Notebook, 1993-

NOTES on: Child Development

Motor Development 0-18 Months -- Ainsworth's Phases of Attachment -- The Brazelton Neonatal Behavioral Assessment Scale -- Drawing Sequence / Evolution of Spontaneous Abilities -- Erick Erikson's Stages of Psychosocial Dilemma -- Selman's Role-Taking Levels -- Kohlbergs Stages of Moral Development -- Language Development -- Parten's Play Stages -- Piaget's Cognitive Stages -- Piaget's - Cognitive Operations -- Contrasting Characteristics of Prenatal and Postnatal Life -- Stages of Prenatal Development

Notes from: Coon, Dennis. Introduction to Psychology, Exploration and Application. St. Paul: West Publishing Company, 1989; Zigler, Edward F. and Matia Finn-Stevensen, Yale University. Children, Development and Social Issues, D.C. Heath and Company, Lexington, MA & Toronto, 1987.

Piaget's Cognitive Stages

Jean Piaget (1896-1980). Cognitive-developmental theorist. Cognition refers to the way in which we gain knowledge through perception, memory, and thought processing. The cognitive approach regards the child as a spontaneously active individual who constructs his own knowledge of the world. Development is not a series of cumulative changes, but rather that as the child develops, the mind undergoes a series of reorganizations. With each reorganization, the child moves to a higher level of psychological functioning.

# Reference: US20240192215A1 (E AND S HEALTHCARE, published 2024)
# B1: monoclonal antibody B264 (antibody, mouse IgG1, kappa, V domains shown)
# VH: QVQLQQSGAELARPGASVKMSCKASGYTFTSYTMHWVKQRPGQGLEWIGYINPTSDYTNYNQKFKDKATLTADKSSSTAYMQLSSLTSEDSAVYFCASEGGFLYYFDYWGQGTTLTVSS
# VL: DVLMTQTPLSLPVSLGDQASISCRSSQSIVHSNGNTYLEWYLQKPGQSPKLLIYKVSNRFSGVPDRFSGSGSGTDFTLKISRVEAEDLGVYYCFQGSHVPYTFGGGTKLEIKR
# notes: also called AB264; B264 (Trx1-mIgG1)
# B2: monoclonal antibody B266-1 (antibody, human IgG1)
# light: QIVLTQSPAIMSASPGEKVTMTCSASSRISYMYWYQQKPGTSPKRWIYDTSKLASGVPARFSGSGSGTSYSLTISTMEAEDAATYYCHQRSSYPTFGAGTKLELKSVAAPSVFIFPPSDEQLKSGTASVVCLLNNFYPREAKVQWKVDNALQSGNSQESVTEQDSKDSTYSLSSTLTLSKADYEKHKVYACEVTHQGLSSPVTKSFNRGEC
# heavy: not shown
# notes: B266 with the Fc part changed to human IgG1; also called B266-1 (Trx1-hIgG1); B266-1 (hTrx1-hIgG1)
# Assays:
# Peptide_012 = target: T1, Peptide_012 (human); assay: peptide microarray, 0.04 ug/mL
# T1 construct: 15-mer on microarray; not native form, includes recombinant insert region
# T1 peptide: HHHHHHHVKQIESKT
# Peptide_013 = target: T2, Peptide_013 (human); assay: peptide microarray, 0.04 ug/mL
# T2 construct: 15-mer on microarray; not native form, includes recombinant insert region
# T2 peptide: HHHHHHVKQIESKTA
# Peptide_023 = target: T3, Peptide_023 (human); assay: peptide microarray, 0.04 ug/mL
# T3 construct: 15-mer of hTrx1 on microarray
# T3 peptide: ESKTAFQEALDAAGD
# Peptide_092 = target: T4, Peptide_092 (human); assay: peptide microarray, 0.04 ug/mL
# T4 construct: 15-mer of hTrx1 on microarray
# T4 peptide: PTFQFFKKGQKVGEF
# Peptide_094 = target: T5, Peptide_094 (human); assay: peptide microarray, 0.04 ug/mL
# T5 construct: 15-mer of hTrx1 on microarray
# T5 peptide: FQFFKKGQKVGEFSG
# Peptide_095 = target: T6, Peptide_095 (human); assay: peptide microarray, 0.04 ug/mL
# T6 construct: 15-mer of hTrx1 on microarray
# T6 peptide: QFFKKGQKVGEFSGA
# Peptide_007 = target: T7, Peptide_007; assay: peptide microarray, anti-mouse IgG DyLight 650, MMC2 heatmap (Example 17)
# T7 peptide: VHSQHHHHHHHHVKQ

Genetic epistemology. Epistemology is the study of the nature of knowledge. From the moment of birth the individual explores the environment with whatever level of capability he has, and through these explorations he learns, so that his views of the environment change.

[Piaget] felt there exists an underlying organization of thought in the individual, referred to as cognitive structures, intrinsic schema, which is tied to stages in intellectual development. Piaget's theories about how we think, how we gain knowledge are not organic--not based on neurological model. Based on his own three children. Ages in sequence not specific. Sequence, however, is invariant. Today, there are serious questions about some of his basic assumptions and findings. For example--he felt that all learning came about through doing, or action--however--aspects of knowledge do not develop in this manner. There have been cases of complete cognitive development in persons completely paralyzed with cerebral policy--cognitive development that did not occur as a result of action and interaction with their environment....